Meghan Markle has been urging women to define themselves as they see fit, with their “full, complete, whole-layered, sometimes weird, sometimes awesome but always best and true self… you’re so much greater than any archetype.” But that all depends on the self-definition you come up with. Hers (if she had the slightest self-awareness) would clearly involve her thirst for power, status and revenge.
That thirst is something Romans well understood. They took the view that all human beings were personally accountable for their actions and fully responsible for the outcomes. But coming out on top, which they all desired, earned the ultimate goal of it all, public respect, only if it was seen to serve the interests of public order and the common good. Yes, Ms. Markle?
It was in this context that Romans placed such value on the virtues (Latin virtus — from vir, “man” — lit. “manliness”). They included piety (respect for the gods, state and family), justice, loyalty, duty, constancy, courage, honor, dignity, temperance, prudence. Male competition in these areas was guaranteed to serve society’s interests. For women, the virtues of chastity, defended by personal modesty, were of prime importance: without them, the legitimacy of a family’s children, vital to ensuring their loyalty to the state, was at risk.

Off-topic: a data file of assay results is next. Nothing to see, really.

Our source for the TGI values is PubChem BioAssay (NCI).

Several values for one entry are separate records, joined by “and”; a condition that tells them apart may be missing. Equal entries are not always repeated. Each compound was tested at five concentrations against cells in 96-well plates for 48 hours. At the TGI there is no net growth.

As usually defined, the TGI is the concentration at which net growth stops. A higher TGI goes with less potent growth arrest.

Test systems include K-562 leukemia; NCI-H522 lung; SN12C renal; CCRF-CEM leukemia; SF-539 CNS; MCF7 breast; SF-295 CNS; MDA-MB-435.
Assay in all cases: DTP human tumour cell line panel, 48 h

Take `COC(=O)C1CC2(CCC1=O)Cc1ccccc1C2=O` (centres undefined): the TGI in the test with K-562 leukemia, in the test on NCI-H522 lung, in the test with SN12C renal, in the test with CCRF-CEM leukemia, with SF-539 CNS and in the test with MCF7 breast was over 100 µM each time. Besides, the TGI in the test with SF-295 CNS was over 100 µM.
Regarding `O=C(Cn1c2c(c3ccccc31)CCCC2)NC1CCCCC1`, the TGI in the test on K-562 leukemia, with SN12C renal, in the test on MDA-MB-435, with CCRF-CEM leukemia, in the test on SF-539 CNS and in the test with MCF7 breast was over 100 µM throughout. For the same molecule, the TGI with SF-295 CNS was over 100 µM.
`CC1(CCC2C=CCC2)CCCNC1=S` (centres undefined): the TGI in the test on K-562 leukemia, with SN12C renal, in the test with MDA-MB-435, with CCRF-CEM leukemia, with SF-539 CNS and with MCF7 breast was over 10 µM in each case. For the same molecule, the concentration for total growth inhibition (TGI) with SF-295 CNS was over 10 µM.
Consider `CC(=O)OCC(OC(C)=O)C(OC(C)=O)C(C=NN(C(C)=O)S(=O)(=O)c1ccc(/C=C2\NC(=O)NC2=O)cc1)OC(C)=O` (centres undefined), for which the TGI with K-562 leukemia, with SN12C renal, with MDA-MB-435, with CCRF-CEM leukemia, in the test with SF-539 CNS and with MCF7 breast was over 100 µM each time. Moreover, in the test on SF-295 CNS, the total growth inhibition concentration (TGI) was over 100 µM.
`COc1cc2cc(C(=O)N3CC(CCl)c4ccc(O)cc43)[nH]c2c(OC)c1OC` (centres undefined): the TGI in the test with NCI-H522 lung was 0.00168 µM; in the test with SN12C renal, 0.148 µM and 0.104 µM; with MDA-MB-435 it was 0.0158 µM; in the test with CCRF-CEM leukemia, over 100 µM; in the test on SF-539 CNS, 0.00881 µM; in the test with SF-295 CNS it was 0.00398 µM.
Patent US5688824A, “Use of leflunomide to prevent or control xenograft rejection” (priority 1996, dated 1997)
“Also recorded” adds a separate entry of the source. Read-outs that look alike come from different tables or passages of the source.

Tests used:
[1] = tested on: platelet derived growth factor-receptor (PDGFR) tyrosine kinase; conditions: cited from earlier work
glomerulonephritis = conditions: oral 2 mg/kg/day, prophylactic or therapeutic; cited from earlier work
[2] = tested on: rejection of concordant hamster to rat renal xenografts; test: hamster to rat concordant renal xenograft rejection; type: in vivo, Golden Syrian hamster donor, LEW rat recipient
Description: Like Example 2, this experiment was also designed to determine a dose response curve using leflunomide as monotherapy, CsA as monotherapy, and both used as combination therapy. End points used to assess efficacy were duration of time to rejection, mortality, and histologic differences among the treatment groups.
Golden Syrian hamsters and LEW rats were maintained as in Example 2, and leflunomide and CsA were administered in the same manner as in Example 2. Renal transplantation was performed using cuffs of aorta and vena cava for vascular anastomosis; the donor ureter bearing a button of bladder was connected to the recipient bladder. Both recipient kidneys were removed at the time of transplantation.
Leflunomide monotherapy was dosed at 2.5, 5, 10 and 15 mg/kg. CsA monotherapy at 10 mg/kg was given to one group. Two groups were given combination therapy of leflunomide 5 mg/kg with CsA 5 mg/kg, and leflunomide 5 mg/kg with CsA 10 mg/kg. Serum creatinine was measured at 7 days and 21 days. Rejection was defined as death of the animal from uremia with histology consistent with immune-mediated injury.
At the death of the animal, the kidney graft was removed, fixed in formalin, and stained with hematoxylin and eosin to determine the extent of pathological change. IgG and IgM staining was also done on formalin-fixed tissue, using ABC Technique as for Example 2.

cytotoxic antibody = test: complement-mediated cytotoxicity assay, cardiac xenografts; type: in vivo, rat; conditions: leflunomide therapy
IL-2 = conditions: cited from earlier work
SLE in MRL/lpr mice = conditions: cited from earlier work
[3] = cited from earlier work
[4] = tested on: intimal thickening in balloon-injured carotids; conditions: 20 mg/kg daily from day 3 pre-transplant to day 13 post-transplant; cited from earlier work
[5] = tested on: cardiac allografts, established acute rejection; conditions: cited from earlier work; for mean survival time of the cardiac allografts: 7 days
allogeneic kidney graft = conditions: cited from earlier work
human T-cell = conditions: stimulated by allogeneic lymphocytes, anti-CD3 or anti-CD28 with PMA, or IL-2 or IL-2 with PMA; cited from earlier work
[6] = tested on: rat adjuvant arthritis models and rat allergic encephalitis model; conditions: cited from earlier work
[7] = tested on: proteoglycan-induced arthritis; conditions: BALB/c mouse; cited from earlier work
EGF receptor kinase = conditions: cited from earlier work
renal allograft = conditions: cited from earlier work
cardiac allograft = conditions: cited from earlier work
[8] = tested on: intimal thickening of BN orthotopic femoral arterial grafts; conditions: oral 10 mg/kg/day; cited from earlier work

That said, women were perfectly capable of virtues normally associated with men. Cloelia was a fine example. A hostage of the enemy besieging Rome, she led other female hostages to safety by swimming, under a hail of enemy arrows, across the Tiber. Epitaphs, too, are not lacking in praise of women who went well beyond the typical female virtues.
Romans, of course, did not actually live up to such lofty ideals. But in judging each other, those were the criteria which came into play. They are not invoked much these days by health and wellness advisers, influencers, personal trainers, comedians, cooks, podcast hosts, bloggers and other dispensers of Ms. Markle’s style of self-obsessed drivel that counts for contemporary wisdom.
This article was originally published in The Spectator’s December 2022 World edition.